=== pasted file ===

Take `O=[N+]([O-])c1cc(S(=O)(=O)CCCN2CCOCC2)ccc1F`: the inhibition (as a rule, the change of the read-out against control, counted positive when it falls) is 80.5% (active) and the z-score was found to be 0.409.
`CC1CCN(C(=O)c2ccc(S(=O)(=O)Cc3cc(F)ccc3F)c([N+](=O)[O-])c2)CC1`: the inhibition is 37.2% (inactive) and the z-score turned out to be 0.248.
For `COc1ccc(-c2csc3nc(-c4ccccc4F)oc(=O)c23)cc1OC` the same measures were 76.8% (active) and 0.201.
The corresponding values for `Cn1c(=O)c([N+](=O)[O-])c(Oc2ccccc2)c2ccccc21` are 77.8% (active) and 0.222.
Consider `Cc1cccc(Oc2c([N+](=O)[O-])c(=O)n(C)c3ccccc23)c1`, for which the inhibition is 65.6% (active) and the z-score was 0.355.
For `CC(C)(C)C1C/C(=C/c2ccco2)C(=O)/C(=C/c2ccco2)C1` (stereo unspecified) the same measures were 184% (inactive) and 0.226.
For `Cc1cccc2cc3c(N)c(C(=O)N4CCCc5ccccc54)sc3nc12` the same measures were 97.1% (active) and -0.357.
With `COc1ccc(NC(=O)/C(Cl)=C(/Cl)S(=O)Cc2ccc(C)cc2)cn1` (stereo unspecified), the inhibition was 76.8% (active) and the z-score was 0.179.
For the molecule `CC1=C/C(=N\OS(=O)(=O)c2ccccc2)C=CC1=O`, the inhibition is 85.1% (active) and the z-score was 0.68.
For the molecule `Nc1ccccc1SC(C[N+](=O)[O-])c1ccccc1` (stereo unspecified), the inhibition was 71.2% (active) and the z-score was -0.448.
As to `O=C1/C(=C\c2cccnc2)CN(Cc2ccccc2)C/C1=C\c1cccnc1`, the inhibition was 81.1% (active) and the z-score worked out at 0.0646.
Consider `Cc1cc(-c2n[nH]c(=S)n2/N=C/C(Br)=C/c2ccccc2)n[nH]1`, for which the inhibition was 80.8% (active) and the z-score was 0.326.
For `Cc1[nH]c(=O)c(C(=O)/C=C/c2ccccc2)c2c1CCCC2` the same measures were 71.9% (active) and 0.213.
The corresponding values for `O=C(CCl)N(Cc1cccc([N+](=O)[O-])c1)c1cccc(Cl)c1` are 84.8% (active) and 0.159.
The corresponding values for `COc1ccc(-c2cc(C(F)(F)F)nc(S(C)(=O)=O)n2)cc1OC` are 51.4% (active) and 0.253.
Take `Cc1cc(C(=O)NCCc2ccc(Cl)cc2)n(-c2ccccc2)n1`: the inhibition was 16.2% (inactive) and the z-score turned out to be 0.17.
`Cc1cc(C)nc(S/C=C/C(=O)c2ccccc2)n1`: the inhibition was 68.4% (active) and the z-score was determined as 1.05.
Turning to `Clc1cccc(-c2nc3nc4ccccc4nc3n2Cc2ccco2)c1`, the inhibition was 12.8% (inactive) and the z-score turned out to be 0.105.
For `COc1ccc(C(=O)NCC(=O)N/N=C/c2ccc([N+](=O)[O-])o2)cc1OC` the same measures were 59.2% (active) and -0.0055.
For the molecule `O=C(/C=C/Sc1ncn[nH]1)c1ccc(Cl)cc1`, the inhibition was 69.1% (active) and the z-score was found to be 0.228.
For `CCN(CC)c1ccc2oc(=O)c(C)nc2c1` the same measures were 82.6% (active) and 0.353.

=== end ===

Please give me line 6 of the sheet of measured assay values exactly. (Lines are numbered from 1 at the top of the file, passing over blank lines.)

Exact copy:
For `CC(C)(C)C1C/C(=C/c2ccco2)C(=O)/C(=C/c2ccco2)C1` (stereo unspecified) the same measures were 184% (inactive) and 0.226.